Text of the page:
Monday, November 2, 2009

Lecture: "Principle C in Adult and Child Thai," Kamil Ud Deen of the University of Hawaii at Manoa

We're pleased to announce that this week's speaker in our 2009-2010 colloquium series will be Kamil Ud Deen of the University of Hawaii at Manoa, with a talk entitled "Principle C in Adult and Child Thai" (abstract follows).

Due to the large number of people leaving to attend BUCLD this coming weekend (including the speaker), the talk will be at a special time:

Wednesday, Nov 4, 12:00 PM

1108 Marie Mount Hall

We hope to see you there! --Colloquium Committee

Principle C in Adult and Child Thai

Children in a wide range of languages show evidence of Principle C at the earliest testable ages (Crain & McKee, 1985; Kazanina & Phillips, 2001; Lukyanenko, 2008; amongst many others). This has been taken as evidence that Principle C is a universal, innate principle of grammar (Crain, 1991). However, Thai is a language in which Principle C appears to be violable, at least in certain contexts. This could be taken as initial evidence that Principle C is in fact not part of Universal Grammar, but is learned from experience (or in the case of Thai, not learned because the experience does not contain Principle C). Moreover, if Principle C is learned from the input, then we predict that Thai children will never show evidence of Principle C, and will thus pattern like Thai adults from the earliest testable ages. But if Principle C is part of UG, Thai children should initially show evidence of Principle C in contexts that adults do not, only to 'unlearn' this over time. In this talk, I first describe the contexts in which Principle C applies in adult Thai. I then show that Thai children overgeneralize Principle C: they disallow a coindexed reading in contexts where adults allow it. This shows that Principle C is innately specified, and fully available to Thai children at early ages.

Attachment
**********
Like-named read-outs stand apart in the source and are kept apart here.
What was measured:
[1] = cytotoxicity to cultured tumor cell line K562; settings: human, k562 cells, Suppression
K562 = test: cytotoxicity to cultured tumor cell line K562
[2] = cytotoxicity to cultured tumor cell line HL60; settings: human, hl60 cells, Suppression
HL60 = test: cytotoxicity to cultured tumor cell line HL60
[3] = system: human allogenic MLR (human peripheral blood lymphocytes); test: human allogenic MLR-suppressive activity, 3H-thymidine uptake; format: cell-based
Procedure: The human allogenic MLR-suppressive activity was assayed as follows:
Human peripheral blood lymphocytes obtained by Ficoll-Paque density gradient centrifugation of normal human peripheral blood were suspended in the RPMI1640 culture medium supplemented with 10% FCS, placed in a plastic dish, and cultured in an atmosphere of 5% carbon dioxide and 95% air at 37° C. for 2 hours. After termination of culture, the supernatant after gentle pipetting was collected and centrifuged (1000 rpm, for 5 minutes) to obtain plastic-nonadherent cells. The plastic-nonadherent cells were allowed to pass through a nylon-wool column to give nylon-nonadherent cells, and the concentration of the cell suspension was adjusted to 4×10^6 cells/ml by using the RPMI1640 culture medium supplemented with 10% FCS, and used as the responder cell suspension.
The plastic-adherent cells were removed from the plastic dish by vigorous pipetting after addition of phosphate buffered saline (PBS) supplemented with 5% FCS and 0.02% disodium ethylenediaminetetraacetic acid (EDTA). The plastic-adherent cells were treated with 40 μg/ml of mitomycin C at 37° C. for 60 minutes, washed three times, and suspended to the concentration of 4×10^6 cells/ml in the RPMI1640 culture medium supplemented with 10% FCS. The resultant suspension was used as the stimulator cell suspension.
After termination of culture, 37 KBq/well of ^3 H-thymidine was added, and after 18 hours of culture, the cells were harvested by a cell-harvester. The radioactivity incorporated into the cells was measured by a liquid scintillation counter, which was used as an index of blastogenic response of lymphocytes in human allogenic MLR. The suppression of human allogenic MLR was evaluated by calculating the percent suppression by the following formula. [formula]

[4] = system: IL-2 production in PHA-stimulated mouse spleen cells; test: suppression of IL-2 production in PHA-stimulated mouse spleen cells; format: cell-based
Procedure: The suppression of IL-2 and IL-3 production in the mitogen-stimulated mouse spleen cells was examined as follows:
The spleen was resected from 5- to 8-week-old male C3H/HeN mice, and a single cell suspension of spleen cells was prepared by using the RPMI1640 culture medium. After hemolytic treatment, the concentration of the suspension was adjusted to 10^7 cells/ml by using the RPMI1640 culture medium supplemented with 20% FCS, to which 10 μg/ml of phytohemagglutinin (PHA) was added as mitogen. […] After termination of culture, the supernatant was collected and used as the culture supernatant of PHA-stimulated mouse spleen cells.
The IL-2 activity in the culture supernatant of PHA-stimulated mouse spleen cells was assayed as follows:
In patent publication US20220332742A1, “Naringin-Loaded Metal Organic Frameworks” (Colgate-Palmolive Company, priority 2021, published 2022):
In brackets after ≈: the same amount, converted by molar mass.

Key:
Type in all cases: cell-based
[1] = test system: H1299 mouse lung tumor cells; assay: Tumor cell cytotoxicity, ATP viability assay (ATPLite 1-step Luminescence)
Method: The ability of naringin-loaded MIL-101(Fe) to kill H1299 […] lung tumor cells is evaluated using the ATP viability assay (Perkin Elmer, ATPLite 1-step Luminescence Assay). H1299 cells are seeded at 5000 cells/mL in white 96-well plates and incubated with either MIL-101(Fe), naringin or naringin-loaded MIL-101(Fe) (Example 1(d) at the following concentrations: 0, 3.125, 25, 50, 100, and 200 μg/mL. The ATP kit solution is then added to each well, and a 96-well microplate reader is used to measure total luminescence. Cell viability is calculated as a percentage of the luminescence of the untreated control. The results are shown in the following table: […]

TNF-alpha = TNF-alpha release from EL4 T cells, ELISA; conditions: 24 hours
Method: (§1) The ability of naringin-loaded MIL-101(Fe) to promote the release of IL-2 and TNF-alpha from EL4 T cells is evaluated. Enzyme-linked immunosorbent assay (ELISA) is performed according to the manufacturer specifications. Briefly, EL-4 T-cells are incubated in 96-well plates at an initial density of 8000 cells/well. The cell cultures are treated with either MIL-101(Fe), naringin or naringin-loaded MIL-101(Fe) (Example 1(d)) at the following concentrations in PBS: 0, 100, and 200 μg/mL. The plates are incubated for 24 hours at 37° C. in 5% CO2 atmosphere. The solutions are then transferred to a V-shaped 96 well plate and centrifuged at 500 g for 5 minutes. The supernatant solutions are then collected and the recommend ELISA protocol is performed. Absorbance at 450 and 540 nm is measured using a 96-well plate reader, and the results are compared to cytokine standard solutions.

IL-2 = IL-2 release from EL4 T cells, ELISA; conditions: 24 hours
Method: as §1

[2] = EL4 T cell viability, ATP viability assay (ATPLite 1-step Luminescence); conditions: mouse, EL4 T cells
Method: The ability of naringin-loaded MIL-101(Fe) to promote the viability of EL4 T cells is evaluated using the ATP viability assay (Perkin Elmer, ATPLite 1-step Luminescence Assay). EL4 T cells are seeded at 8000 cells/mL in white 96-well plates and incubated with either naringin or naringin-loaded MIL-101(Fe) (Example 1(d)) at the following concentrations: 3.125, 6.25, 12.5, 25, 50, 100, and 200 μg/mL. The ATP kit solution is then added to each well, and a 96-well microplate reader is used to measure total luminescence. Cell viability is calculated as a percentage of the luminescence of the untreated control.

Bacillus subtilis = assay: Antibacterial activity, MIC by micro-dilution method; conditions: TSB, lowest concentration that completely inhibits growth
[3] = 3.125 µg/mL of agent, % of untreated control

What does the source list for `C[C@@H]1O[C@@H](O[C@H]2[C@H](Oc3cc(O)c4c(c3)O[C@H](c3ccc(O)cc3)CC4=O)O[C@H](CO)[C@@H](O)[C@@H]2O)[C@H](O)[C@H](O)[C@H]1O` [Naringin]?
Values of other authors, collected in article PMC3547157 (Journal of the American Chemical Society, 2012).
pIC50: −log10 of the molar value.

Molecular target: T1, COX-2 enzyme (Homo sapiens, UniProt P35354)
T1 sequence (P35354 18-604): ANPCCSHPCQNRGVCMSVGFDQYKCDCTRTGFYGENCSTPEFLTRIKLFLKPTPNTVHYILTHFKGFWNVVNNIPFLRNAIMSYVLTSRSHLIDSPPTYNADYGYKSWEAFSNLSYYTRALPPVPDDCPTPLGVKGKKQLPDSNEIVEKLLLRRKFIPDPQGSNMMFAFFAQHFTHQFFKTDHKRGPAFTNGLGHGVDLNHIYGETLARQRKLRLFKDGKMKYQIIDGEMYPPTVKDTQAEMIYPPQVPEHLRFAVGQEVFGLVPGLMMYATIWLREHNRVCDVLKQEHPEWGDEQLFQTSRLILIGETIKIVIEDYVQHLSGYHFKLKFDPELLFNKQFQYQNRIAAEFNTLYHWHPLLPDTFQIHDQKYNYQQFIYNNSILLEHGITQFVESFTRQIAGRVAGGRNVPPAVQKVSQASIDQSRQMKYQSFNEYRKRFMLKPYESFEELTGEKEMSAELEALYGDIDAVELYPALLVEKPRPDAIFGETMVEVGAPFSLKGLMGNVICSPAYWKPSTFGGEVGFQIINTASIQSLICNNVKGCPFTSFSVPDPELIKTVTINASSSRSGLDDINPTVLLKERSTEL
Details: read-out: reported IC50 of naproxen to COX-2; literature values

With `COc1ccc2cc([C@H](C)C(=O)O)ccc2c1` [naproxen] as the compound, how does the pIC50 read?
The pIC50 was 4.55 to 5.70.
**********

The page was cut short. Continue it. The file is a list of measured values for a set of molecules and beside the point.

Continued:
Thai adults apply Principle C in contexts where the relevant R- expressions are full DPs (modified by a classifier or a demonstrative), but not when the relevant R-expressions are unmodified by classifiers/demonstratives (Larson, 2005), as in (1).


DP: [Elephant CL big]_i said that [elephant CL big]_*i / j won the


Non-DP: Elephant_i said that elephant_i won the competition

We tested 66 Thai children (aged 4;5-6;2) on two Truth Value Judgment Tasks (Crain & McKee, 1985), and the results reveal that (i) Thai children, like Thai adults, adhere to Principle C in the DP condition, rejecting a co-indexed reading when the two R-expressions are full DPs; (ii) Thai children, *unlike* Thai adults, also adhere to Principle C in the non-DP context, rejecting the coindexed reading in contexts that adults accept it. Thus Thai children show evidence of Principle C not only at the earliest testable ages, but in contexts in which Principle C does not apply in the adult language. Taken together, these facts provide strong and novel evidence that Principle C is specified by Universal Grammar and is available to children even in conditions in which the input is variable and potentially inconsistent with Principle C.

No comments:

Post a Comment